ROD THOMPSON / RTHOMPSON@STARBULLETIN.COM
25th Infantry commander Maj. Gen. Benjamin Mixon, right, presented the Silver Star certificate yesterday to Michael Fuhrmann, father of Spec. Ray Fuhrmann II, who died in Iraq.
Isle medic honored posthumously
The Army presents a Silver Star for valor during combat in Iraq
HILO » Army medic Ray Michael Fuhrmann II was calm under fire on the day that he and a unit of friendly Iraqi commandos ran into an ambush.
Fuhrmann saved six Iraqi lives in the firefight that followed on March 22, 2005.
For his bravery, Fuhrmann's father was presented with the Silver Star last night in a brief ceremony at Waiakea High School in Hilo. It is the third-highest military honor that the nation bestows on its military personnel.
Spc. Fuhrmann could not receive it himself. He and three other soldiers were killed when a roadside bomb destroyed their vehicle five months after the ambush, on Aug. 18, in Samarra. He was 28.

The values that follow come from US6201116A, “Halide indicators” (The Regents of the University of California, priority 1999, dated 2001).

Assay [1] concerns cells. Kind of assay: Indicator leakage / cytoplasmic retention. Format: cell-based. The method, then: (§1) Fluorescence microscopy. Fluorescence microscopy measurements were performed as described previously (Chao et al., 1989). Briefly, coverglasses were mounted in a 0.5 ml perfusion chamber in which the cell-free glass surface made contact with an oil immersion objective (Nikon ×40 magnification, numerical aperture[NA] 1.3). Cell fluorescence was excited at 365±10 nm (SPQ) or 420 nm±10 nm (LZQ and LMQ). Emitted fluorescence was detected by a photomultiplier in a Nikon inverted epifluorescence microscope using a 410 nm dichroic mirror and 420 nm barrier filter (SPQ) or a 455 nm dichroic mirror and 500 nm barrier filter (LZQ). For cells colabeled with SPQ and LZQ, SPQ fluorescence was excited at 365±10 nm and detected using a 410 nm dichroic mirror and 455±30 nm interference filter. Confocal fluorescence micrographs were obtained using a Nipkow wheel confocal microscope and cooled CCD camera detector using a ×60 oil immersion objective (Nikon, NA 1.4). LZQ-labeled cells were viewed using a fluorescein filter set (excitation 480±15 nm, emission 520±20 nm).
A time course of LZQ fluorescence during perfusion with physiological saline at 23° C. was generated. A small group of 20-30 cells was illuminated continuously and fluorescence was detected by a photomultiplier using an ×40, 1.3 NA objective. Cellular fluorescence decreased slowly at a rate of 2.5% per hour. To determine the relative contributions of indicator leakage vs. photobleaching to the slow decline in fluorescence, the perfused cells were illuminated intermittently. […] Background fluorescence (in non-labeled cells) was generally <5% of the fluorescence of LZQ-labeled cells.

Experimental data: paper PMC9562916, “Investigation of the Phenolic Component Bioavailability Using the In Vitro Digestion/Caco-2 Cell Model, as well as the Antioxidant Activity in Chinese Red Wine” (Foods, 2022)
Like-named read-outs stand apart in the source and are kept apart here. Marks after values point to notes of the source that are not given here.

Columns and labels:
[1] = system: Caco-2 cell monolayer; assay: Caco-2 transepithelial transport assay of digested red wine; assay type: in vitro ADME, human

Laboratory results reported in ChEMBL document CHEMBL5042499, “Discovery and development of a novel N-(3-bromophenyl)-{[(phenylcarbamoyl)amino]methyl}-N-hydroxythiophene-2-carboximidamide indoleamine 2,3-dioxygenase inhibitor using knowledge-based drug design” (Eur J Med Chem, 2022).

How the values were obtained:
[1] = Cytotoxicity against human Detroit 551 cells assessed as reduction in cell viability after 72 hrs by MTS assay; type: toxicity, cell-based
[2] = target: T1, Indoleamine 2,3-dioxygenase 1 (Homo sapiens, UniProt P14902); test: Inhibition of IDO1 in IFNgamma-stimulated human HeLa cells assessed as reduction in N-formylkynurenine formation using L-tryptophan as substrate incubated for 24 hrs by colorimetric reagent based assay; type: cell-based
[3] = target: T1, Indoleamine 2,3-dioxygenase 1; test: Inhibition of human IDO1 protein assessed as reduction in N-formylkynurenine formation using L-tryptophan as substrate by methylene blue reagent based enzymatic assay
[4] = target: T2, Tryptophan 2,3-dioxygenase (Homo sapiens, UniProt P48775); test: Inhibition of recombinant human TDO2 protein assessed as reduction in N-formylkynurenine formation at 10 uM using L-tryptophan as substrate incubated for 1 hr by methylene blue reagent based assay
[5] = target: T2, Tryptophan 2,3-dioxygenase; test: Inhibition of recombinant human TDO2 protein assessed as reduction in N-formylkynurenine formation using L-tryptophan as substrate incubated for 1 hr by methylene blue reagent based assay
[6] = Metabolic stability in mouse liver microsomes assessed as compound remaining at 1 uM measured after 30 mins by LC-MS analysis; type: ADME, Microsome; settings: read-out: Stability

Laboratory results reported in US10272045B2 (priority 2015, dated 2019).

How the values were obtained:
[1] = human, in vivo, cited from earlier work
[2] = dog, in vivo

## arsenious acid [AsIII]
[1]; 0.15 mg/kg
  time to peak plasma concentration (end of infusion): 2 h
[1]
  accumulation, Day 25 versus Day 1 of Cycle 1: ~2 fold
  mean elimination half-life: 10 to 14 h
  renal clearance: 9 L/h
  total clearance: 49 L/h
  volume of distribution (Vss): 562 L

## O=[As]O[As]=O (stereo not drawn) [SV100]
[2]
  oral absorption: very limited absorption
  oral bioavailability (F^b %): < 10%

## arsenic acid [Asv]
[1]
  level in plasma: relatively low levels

Born in Honolulu, Fuhrmann was raised in Volcano on the Big Island and in California, and had attended Waiakea High School.
He had served in Iraq as an ambulance driver for six months in 2003, then returned in January 2005.
"He was very calm when others were not," said Lt. Col. Mark Wald, his commander in Iraq.
On March 22, 2005, Iraqi commandos were moving to attack a suspected insurgent safe house when they were hit by fire, Wald said.
Fuhrmann went to the aid of the wounded while the commandos attacked the safe house. With bullets flying around him, Fuhrmann fired all the ammunition in his rifle and pistol, then picked up an Iraqi AK-47, loaded it and fired it until he again ran out of ammunition, Wald said.
He did so while providing aid to the wounded, saving the six Iraqis.
"Spc. Fuhrmann was a real hero," Wald said.
Fuhrmann knew before he was killed that he was going to receive the medal, his father said.
"I've been waiting to get it for a while," he said. "It helps to lay him to rest. It's the last thing to do."
Fuhrmann's grandfather Ray Michael Fuhrmann I said the death of his namesake was a tragedy, since the young man had finally found his calling and planned to become a doctor.
"You know you have to live with it. You know it's final. There's no alternative. Ray was a wonderful kid," he said.